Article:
Imago's popularity in the mid- to late '70s was solely confined to France. Derrière le Rideau, their third LP, is as good an illustration why as any -- and Musea's CD reissue probably won't change much about the perception that this was a French group for the French. Despite being reissued on a progressive rock label, Derrière le Rideau is a pop album, rather typical of the French "intelligent pop/rock" scene of the '70s -- think along the lines of Alain Souchon, a lighter Jacques Higelin, or Bernard Lavilliers without the Latin flavor. Some songs feature clever arrangements (which doesn't mean they are "complex"), and Bernard Benguigui's flute is slightly reminiscent of Ian Anderson's melodies, but that's as "progressive" as things get here. On the other hand, the songwriting had a certain freshness back then, which has aged rather well into a satirical form of vintage French rock, thanks mostly to iconoclastic lyrics. "J'Aimerais Bien Gagner le Hit-Parade" makes an ironic statement about hit singers, while "Le Baba Débile et le Vampire Dément" tells the story of a parasite hippie crashing on the sofa of a soft-tempered vampire. Some songs have a nice (but dated) summer feel, "Dernier Voyage" immediately evoking Michel Fugain. But for each memorable song, there is a bland number. And the French-deaf listener will not draw much from the average vocals or the competent but lackluster instrumental performance. Derrière le Rideau was pleasant enough back in 1978, but it is somewhat resistant to further listening today.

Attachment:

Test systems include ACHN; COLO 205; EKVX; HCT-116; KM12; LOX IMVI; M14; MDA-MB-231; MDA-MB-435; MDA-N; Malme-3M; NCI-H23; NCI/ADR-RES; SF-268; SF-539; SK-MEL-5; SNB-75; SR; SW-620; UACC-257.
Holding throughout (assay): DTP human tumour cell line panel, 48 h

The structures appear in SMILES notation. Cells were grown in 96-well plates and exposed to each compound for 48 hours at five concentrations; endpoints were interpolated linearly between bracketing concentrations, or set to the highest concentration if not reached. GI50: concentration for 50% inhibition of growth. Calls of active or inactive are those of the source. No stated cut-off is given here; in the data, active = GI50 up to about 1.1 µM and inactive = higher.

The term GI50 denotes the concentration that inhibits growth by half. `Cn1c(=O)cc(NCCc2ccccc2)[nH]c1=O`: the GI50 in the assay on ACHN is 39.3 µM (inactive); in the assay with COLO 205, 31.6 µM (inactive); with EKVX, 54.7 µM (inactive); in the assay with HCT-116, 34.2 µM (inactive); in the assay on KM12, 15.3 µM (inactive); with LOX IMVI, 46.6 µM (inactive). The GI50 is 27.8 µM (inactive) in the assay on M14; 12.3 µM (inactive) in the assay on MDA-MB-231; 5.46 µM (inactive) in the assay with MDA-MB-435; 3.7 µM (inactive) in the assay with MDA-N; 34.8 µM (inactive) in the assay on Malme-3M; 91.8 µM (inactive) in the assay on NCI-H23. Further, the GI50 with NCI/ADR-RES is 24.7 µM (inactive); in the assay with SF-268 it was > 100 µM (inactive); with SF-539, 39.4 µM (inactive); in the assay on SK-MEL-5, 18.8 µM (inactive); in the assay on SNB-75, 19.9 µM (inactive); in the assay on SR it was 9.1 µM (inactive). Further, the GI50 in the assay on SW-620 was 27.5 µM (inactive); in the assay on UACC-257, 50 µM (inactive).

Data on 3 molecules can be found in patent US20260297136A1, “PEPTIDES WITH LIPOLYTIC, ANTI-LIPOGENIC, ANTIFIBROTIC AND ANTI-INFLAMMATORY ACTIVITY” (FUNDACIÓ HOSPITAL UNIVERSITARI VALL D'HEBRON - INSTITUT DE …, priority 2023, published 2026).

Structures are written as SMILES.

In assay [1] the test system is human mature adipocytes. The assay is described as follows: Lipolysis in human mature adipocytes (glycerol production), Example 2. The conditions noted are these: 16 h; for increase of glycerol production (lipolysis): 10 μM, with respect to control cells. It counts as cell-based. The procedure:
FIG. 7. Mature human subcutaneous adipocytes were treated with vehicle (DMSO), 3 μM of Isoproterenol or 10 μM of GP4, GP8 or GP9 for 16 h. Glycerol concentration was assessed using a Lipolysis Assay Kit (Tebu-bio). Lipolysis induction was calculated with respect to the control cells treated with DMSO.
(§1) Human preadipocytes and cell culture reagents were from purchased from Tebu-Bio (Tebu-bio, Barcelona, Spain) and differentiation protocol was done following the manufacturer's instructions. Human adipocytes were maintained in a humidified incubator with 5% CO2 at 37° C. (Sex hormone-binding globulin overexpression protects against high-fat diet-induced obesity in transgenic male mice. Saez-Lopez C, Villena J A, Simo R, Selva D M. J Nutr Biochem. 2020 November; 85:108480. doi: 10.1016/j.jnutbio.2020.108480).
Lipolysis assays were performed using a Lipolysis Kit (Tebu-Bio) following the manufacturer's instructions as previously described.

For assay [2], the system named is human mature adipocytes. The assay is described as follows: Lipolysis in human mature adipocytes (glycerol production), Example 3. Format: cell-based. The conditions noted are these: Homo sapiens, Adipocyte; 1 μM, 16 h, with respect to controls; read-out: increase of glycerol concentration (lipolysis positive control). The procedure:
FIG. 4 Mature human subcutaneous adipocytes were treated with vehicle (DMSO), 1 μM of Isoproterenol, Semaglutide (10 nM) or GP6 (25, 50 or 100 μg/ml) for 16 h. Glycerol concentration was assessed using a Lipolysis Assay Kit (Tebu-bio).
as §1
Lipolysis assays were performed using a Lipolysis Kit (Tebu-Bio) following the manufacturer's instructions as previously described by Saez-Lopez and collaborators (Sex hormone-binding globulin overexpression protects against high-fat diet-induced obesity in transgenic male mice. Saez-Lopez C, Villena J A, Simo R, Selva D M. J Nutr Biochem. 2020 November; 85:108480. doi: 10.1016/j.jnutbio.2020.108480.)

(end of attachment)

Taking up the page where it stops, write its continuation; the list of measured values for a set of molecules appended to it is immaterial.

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AllMusic Review by François Couture